Optimized warehouse management thanks to RFID technology 2 minutes spent reading
Innovation

Optimized warehouse management thanks to RFID technology

Viktoria Steininger
Holds editorial responsibility for blog topics, is researching and writing articles. Her stories give insights into the world of the voestalpine Group.

They are small, unremarkable, and mostly known for their anti-theft applications: RFID tags. RFID tags now play a major role at voestalpine Polynorm BV in Bunschoten.

Around 4,000 different several-ton press tools are used at voestalpine Polynorm BV in Bunschoten, Netherlands. These tools allow the specialist for exterior car body parts to precisely meet the many requirements of its premium customers. Thousands of press tools have to be brought punctually from the warehouse to the presses and back, without delays. In the past, warehouse management was mainly a manual process consisting of handwritten paper logs—an error-prone and time-consuming process. Therefore, a decision was made to replace the manual system with an RFID warehouse management system using barcodes.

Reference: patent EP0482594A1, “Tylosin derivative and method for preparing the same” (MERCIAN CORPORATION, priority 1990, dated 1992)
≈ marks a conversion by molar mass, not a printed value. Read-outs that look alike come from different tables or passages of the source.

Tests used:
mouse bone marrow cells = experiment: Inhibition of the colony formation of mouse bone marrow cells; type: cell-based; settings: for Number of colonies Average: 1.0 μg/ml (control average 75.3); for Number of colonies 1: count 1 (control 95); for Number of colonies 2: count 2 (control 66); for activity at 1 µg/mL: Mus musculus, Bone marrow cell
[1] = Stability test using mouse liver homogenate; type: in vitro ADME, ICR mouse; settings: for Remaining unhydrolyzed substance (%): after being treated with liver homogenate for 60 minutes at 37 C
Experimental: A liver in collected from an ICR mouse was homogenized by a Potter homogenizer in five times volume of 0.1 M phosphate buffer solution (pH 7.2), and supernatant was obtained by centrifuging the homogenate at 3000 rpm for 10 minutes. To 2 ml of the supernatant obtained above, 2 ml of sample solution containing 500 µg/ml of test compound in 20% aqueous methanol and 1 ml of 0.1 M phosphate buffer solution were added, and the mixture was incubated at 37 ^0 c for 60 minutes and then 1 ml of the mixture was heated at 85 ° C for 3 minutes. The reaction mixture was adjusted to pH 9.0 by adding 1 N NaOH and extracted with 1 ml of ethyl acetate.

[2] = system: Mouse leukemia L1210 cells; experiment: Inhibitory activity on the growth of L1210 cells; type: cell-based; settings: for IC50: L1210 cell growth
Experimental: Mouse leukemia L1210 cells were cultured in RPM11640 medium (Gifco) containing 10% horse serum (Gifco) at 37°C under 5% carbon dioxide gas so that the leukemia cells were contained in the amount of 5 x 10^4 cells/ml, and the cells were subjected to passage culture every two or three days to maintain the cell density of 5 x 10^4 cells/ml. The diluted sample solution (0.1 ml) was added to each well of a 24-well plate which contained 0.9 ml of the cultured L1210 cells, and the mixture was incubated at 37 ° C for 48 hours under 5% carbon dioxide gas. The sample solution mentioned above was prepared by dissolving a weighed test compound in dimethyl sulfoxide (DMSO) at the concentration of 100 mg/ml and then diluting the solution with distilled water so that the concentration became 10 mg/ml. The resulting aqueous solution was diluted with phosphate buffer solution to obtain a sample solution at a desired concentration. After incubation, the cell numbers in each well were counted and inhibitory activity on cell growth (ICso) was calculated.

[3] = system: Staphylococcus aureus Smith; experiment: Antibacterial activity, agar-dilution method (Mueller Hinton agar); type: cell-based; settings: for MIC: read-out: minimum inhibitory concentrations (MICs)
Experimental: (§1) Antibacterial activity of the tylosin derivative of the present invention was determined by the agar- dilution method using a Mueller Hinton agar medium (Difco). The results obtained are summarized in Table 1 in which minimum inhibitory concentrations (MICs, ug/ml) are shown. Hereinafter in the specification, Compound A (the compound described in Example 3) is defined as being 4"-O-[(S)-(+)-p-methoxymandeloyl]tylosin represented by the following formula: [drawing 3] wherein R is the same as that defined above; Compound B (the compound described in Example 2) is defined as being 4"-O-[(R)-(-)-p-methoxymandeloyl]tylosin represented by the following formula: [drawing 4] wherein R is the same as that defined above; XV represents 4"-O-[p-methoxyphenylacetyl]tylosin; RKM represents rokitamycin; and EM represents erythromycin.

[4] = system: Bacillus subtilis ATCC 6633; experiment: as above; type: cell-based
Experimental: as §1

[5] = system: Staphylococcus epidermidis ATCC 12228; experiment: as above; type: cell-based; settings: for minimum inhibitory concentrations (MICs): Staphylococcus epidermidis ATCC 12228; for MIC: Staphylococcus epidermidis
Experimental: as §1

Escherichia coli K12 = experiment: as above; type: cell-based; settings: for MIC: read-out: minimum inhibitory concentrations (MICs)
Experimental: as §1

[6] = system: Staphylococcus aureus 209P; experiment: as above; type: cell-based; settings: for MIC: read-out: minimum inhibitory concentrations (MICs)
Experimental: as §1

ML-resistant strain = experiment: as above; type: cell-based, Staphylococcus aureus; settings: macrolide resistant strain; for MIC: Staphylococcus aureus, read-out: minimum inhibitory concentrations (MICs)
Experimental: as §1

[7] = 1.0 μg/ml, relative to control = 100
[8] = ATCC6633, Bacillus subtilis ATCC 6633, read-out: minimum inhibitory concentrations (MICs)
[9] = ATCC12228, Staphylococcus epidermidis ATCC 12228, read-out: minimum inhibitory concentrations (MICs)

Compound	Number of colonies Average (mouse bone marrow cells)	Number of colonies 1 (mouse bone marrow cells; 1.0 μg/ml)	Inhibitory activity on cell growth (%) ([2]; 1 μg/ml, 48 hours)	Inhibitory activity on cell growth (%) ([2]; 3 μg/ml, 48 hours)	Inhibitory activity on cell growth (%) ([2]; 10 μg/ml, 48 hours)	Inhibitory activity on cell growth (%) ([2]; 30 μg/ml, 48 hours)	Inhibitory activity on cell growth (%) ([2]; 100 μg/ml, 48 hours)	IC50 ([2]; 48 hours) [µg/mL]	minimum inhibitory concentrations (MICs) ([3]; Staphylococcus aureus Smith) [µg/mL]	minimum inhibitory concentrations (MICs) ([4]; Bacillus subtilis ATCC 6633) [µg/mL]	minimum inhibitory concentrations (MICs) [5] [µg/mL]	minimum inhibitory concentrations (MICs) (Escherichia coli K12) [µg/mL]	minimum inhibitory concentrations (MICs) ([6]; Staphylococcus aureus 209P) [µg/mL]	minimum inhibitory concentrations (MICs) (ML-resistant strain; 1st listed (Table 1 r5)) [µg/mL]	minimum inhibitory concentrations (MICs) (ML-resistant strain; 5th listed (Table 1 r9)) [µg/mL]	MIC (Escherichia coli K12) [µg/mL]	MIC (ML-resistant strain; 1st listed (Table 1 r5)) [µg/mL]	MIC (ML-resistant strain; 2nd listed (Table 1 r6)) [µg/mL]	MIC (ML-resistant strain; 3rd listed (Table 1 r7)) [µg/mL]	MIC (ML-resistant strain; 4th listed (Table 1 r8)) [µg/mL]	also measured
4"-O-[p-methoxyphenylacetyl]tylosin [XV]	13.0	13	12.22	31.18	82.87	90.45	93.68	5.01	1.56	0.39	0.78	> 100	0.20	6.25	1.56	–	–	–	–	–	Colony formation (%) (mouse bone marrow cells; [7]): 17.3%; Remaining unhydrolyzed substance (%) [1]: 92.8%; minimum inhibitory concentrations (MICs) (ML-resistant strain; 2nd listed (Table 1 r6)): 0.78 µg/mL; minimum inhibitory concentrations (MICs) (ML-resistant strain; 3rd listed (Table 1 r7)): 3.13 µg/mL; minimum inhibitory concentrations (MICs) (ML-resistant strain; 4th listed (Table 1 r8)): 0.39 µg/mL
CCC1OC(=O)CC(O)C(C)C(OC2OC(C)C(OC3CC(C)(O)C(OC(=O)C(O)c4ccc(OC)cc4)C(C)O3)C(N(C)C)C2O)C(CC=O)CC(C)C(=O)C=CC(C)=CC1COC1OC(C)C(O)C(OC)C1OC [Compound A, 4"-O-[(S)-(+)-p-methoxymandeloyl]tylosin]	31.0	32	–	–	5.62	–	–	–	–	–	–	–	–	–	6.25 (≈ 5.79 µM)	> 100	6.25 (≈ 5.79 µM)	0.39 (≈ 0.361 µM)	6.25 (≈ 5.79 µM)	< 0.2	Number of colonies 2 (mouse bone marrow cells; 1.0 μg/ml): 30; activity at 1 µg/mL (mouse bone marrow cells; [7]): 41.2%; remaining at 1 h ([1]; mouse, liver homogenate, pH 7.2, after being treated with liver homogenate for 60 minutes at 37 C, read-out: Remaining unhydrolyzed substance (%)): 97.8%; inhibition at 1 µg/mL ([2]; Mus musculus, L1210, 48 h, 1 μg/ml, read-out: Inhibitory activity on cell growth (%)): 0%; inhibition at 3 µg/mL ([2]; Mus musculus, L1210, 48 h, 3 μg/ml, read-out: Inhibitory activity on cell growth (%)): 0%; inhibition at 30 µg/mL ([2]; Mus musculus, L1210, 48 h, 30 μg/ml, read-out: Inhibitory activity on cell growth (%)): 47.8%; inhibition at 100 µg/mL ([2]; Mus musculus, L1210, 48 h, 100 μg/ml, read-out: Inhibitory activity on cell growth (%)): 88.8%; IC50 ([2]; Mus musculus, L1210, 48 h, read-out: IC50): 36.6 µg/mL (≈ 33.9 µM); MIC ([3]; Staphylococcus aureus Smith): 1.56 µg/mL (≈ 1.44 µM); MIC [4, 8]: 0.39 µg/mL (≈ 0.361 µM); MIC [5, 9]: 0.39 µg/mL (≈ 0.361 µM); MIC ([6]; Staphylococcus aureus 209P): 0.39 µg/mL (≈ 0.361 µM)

RFID Project Team voestalpine Polynorm Bunschoten

The RFID team from Bunschoten achieved groundbreaking results (from left to right): Volker Ruitinga, Peter Altena, and Bert Koelewijn.

What is RFID?

RFID stands for radio frequency identification. It is a technology that makes it possible to use magnetic fields or radio waves to identify and localize objects equipped with transponders (RFID tags). The use of mini, battery-free (passive) tags enables cost-effective mass deployment, such as for anti-theft applications and in payment and identification systems.

Challenging application

RFID technology had not been used before because the huge quantities of metal stored in Bunschoten made it difficult to use radio-frequency identification. The interference and overlapping radio frequencies posed great challenges. They made is practically impossible to uniquely identify individual tags over a large distance. During the one year development and test phase, however, the team succeeded in implementing a system with a sufficient range of 15 meters (the maximum height of a warehouse crane). New receivers and RFID tags also had to be developed especially for this application. The experiences with RFID in the Linz steel mill were a great help.

8,000 tags in use

In Bunschoten, up to 8,000 transponders were installed—on the top or front of each press tool. Transmitters installed on the loading cranes “contact” the RFIDs and transmit the data indicating where and when the press tools will be used and where they are stored to a database so that the information is available in real time. This helps increase machine availability and enables more precise execution of logistical operations.

Viktoria Steininger